Whether today's result brings delight or dismay, we can all agree it's a surprise.
Not only is it different to the polls' predictions, it's also vastly different to the results we see at Vote for Policies when people choose parties based on policies. Why is this, and what kind of impact should we expect voter advice applications (VAAs) to have on voting?
The number of VAAs has more than trebled since 2010 and, allowing for people who use more than one of them, early estimates suggest the number of people reached has at least doubled (to 3-4 million). In Vote for Policies' case, we saw 910k surveys completed by 10pm on polling day which was up from 280k in 2010 - all the more significant given the detail with which we present the policies, and the corresponding level of engagement required from the user. And we're not the only VAA to report that 25% of our users said they were more likely to vote as a result of using our service. Not all will follow up on that (data is still coming in) but we know for sure that more people have voted because of VAAs.
This is something we should be immensely proud of. Yet despite this success across the sector, we're still reaching a small percentage of the electorate. We still have a way to go to achieve my goal of turnout rates higher than 90% and where the number of seats a party has aligns with their policy popularity.
What's more, research tells us that even though 50% of users who take Vote for Policies are surprised by whose policies they chose, only 20% consider changing their vote as a result (data from the national poll conducted by TNS). And you can count on that figure decreasing further by the time those voters reach the ballot box. Evidence, if we needed it, that voting behaviour is highly entrenched.
What have we learned?
- VAAs work. They make voters feel more informed, they increase intention to vote.
- We need to reach more people - a lot more people - and across a much wider demographic.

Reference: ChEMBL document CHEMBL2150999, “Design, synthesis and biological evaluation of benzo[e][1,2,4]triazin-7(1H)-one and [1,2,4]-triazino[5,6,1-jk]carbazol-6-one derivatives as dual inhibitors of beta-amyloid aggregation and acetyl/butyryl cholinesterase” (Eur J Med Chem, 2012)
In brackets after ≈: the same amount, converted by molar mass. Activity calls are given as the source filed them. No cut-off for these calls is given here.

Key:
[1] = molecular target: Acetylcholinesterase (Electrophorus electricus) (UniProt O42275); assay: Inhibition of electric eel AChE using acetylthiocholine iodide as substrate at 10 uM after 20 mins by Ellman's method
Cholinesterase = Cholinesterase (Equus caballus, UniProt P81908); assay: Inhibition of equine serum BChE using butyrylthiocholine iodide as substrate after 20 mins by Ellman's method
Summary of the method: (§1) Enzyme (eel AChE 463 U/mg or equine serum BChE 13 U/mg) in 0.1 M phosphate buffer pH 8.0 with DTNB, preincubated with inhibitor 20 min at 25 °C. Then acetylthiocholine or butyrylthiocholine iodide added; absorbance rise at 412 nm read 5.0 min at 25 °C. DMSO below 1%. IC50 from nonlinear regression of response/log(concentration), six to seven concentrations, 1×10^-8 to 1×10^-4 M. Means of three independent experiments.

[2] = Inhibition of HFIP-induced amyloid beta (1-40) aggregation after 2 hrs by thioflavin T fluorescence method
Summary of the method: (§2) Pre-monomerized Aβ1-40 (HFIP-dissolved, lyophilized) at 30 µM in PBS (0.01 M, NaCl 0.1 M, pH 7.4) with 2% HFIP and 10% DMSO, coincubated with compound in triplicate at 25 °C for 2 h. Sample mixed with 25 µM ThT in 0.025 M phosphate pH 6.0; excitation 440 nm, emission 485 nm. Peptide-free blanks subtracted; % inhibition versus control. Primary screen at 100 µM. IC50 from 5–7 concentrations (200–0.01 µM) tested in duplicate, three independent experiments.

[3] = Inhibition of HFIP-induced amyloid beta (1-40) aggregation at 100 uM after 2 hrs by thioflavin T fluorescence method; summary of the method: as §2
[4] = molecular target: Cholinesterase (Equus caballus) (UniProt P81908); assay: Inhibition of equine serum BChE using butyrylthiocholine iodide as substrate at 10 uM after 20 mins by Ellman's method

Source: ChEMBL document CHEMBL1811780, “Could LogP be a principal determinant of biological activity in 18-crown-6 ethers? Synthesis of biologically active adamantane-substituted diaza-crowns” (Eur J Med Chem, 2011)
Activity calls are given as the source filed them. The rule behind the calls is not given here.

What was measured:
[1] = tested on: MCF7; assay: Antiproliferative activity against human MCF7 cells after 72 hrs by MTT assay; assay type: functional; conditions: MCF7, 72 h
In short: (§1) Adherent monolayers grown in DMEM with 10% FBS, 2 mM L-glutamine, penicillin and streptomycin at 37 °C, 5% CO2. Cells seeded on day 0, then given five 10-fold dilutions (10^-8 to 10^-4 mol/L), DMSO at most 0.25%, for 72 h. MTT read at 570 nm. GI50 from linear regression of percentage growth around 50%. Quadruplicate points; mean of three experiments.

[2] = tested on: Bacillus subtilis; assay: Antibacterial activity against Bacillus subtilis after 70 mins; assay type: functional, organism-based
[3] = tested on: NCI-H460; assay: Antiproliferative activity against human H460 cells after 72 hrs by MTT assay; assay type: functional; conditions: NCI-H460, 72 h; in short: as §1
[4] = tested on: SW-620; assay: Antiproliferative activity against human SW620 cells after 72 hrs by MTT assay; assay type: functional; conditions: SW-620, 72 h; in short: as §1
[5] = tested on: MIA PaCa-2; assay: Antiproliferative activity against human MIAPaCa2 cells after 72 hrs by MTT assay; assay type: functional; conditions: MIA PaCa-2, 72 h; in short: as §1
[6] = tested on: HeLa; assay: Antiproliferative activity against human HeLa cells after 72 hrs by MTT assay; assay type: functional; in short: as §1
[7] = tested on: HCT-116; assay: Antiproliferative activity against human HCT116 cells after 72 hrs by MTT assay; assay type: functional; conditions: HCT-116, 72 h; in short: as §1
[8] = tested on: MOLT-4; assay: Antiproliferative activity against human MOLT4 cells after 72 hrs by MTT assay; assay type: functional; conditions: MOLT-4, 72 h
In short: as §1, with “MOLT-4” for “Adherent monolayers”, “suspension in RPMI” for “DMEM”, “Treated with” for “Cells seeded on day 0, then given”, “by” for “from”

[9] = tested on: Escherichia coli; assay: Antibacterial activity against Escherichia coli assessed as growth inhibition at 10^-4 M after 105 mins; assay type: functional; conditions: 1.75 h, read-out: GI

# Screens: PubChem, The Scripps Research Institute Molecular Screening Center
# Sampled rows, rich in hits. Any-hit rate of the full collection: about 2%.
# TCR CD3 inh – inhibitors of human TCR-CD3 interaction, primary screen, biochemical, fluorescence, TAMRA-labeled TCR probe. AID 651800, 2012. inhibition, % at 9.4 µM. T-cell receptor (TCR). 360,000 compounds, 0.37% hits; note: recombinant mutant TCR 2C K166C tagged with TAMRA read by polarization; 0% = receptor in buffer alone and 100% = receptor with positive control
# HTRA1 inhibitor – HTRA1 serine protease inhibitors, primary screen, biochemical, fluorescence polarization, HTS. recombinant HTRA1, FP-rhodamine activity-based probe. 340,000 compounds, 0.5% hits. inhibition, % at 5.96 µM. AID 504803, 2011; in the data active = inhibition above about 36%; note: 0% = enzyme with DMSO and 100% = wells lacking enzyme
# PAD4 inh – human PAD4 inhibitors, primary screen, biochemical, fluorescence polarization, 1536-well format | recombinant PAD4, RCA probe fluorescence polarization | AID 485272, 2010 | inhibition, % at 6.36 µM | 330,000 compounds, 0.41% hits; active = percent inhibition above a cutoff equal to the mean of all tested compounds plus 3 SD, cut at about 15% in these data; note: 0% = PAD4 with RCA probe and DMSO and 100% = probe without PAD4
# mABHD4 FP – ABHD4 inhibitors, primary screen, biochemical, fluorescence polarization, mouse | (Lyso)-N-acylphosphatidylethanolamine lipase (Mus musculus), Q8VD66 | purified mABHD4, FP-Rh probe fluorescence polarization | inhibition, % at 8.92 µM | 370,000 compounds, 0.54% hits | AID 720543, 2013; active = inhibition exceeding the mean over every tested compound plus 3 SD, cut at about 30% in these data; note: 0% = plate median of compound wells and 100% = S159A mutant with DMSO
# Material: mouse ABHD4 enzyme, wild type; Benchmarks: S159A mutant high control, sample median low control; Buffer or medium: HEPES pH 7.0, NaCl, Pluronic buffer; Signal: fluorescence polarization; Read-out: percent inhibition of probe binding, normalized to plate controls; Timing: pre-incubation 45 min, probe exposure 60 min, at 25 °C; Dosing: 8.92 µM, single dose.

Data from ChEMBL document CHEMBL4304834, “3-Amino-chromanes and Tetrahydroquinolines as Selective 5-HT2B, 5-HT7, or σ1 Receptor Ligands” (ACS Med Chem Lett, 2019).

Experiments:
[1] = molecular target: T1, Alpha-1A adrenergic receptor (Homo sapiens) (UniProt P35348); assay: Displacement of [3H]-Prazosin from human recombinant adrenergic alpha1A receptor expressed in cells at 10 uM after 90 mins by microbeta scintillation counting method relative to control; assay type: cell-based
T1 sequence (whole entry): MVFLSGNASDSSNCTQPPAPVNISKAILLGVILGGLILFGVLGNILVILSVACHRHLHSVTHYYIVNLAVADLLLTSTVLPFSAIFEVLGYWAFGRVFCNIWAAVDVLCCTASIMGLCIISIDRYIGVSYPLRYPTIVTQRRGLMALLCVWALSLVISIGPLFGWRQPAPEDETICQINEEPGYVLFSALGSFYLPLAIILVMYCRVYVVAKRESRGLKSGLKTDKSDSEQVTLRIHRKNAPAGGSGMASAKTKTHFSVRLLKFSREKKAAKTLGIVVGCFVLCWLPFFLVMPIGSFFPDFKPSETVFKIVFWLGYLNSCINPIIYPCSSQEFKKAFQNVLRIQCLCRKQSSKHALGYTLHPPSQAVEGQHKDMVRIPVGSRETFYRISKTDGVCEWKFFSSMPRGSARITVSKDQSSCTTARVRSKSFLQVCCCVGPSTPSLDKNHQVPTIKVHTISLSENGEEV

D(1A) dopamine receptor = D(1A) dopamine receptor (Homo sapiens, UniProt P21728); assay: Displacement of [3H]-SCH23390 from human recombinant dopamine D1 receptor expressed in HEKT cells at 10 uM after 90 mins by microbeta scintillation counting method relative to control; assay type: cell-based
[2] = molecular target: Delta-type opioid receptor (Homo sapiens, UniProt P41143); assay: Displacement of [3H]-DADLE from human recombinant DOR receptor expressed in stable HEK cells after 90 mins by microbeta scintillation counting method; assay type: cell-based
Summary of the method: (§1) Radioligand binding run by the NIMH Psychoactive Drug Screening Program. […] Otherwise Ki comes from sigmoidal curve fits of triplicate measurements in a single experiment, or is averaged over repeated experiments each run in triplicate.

- We need to learn more about voter behaviour, and adapt our digital services accordingly.
So what's next?
For Vote for Policies, the next stage is to build a policy tracker service. We want to report regularly on which policies are implemented, and how all of the parties' stances align with their manifesto pledges. By following up on politicians' promises, not only can we engage voters more than just once every 5 years, we will also show that policies do matter, and give more people a reason to vote in 2020.
In terms of understanding what drives voting behaviour, I want to broaden our efforts to listen to more voters across all demographics, and design better services that address what we learn. This also includes not restricting our activity to digital services, and starting to work with communities across the UK, especially outside of the south east. This is something Bite The Ballot have been doing around voter registration for years, and we can all learn from them.
And recognising the growth of VAAs, it feels like the right time to mature as a sector. Digital democracy organisations need to work together if we are to attract the level of funding - and support from the mainstream press - required to reach more people across the UK. This is something that is starting to happen already, and something I intend to be actively involved in. We have a lot to be positive about, so the more we shout together, the louder our voice will be.
After an election there is often a period of reflection. I hope our politicians will see this as an opportunity to learn the lessons of the past 5 years, and the last 5 weeks, to build a better future for us all. As someone committed to improving our democracy, so will I.